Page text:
Clarifying the University’s “No Drain Disposal” Policy
As a member of the Columbia University research community, you should be familiar with the University’s “No Drain Disposal” policy for laboratory chemicals. Sometimes EH&S is asked for clarification and because the regulations behind this policy statement are numerous and convoluted, we will (use this article to) clarify the “No Drain Disposal” policy.
Let’s begin with the regulatory basis of the policy and how the laws define “hazardous waste.” The US EPA and NY State DEC define hazardous waste as anything that can pose a substantial or potential hazard to human health or the environment when improperly managed. EPA and DEC go on to say that chemical wastes that have the characteristic of ignitability, corrosivity, reactivity, or toxicity are hazardous wastes, as are any chemicals that appear on specific lists (e.g., F-list, P-list, U-list) created by the agencies.
In addition to the broad net cast by EPA and DEC, the New York City Department of Environmental Protection (DEP), the agency that regulates the City’s sewage treatment plants and thus the laboratory drains that feed them, forbids flammable liquids and toxic substances from entering the public sewers. Again, flammable liquids and toxic substances cover a wide array of laboratory chemicals. Municipalities in Rockland and Westchester Counties have similar prohibitions on substances entering the sewers.
When considering the combined requirements and restrictions of EPA, DEC and DEP, little wiggle room exists for the drain disposal of chemicals. And even where some room exists, Columbia has chosen to take a conservative approach to chemical waste collection and requires the collection of ALL laboratory chemical waste because attempting to debate the definition of hazardous, toxic, etc with the regulators is futile.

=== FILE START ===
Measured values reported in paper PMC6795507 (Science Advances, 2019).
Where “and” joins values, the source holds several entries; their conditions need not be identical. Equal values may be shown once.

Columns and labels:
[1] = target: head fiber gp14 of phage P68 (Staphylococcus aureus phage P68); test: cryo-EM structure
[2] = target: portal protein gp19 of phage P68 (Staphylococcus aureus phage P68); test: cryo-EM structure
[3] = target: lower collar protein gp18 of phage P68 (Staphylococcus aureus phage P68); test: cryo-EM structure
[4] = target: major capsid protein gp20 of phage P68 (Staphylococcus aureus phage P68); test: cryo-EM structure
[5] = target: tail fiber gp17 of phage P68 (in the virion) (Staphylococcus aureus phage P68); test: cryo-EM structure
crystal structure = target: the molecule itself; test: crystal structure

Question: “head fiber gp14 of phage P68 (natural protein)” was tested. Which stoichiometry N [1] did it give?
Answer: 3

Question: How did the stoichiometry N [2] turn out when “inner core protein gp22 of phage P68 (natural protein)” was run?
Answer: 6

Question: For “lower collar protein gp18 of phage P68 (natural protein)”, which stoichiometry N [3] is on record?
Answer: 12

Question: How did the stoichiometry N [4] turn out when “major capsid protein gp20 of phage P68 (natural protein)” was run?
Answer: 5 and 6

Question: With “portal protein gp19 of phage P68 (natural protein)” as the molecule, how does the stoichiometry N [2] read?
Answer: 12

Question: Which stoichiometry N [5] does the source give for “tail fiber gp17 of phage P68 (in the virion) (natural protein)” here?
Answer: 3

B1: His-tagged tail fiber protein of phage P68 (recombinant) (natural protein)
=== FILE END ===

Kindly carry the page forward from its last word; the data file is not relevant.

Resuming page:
So once we have determined what is subject to the hazardous waste regulations, we can turn to the University’s “5Ls of Hazardous Waste Management,” 5 basic principles of chemical waste collection and management (http://www.ehs.columbia.edu/5L.html). The “5Ls” were developed by EH&S as a translation of the complex Federal, State, and local hazardous waste regulations into concise, easy to follow steps for ensuring compliance. In accordance with hazardous waste regulations and the “5Ls,” all hazardous chemical waste must be collected and properly disposed of. The overwhelming majority of Columbia’s laboratory chemicals meet the criteria for collection as hazardous waste, prohibiting drain disposal as an option. In support of the University’s No Drain Disposal policy, here are some classic examples of chemicals EH&S is frequently questioned about:
Ethanol: an ignitable/flammable chemical that meets the ignitability characteristic of
hazardous waste as defined by EPA/DEC. As a flammable liquid, it is also forbidden from entering the public sewer (even with copious amount of water). It is clear and unequivocal that ethanol must be collected for hazardous waste disposal.
Acetone: see Ethanol
Methanol: see Ethanol
Chromerge: a sulfuric acid (corrosive) and chromium trioxide (toxic) solution used for cleaning laboratory glassware. This mixture is a corrosive, toxic hazardous waste and a pretty nasty actor all around. EH&S always recommends laboratories try alternative glass cleaner products (e.g., Alconox or NoChromix).
Dyes and Stains: the exact contents of dyes and stains will determine whether they can be drain disposed. For example, Coomassie Blue and “Destain,” which contain methanol and acetic acid, would both be considered hazardous wastes and prohibited from drain disposal. EH&S prefers all dyes and stains be collected for hazardous waste disposal.
There are two very important issues related to drain disposal and hazardous waste collection that must also be mentioned. The EPA, DEC and DEP generally DO NOT recognize quantities or volume limits in their definitions, which means even small
quantities of chemical waste must be collected for proper disposal. Also, the evaporation, intentional dilution or neutralization of a hazardous chemical waste for the purpose of avoiding collection of that chemical as a hazardous waste is illegal.
Please contact EH&S with questions about the University’s “No Drain Disposal” policy.